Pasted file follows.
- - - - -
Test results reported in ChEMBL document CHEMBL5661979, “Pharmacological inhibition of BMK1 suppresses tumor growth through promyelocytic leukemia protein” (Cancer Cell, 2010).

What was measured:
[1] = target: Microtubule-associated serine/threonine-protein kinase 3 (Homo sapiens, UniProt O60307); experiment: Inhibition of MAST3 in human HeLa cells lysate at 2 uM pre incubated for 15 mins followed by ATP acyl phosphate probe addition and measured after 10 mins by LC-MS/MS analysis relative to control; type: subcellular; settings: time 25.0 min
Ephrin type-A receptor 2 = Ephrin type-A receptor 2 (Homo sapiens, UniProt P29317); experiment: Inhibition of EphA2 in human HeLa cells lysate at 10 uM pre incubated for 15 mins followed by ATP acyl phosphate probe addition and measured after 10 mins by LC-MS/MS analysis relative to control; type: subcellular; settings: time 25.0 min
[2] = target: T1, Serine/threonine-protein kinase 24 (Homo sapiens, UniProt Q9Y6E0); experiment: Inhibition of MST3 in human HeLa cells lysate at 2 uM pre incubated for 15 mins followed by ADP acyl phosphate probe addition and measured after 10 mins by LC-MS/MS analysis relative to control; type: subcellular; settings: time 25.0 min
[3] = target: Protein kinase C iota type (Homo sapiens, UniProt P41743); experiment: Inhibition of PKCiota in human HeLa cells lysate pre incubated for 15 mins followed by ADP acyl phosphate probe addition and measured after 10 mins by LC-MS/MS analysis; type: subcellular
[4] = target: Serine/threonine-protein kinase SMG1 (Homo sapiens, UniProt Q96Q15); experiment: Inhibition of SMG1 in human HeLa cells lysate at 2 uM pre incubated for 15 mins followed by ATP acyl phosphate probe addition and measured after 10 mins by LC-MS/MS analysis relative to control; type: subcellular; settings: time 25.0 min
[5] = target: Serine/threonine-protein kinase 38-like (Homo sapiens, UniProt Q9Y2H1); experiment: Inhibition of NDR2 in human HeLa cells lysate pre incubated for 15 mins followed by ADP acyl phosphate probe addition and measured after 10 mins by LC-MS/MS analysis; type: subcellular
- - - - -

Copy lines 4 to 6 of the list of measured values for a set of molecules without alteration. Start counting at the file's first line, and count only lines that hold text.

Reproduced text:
Ephrin type-A receptor 2 = Ephrin type-A receptor 2 (Homo sapiens, UniProt P29317); experiment: Inhibition of EphA2 in human HeLa cells lysate at 10 uM pre incubated for 15 mins followed by ATP acyl phosphate probe addition and measured after 10 mins by LC-MS/MS analysis relative to control; type: subcellular; settings: time 25.0 min
[2] = target: T1, Serine/threonine-protein kinase 24 (Homo sapiens, UniProt Q9Y6E0); experiment: Inhibition of MST3 in human HeLa cells lysate at 2 uM pre incubated for 15 mins followed by ADP acyl phosphate probe addition and measured after 10 mins by LC-MS/MS analysis relative to control; type: subcellular; settings: time 25.0 min
[3] = target: Protein kinase C iota type (Homo sapiens, UniProt P41743); experiment: Inhibition of PKCiota in human HeLa cells lysate pre incubated for 15 mins followed by ADP acyl phosphate probe addition and measured after 10 mins by LC-MS/MS analysis; type: subcellular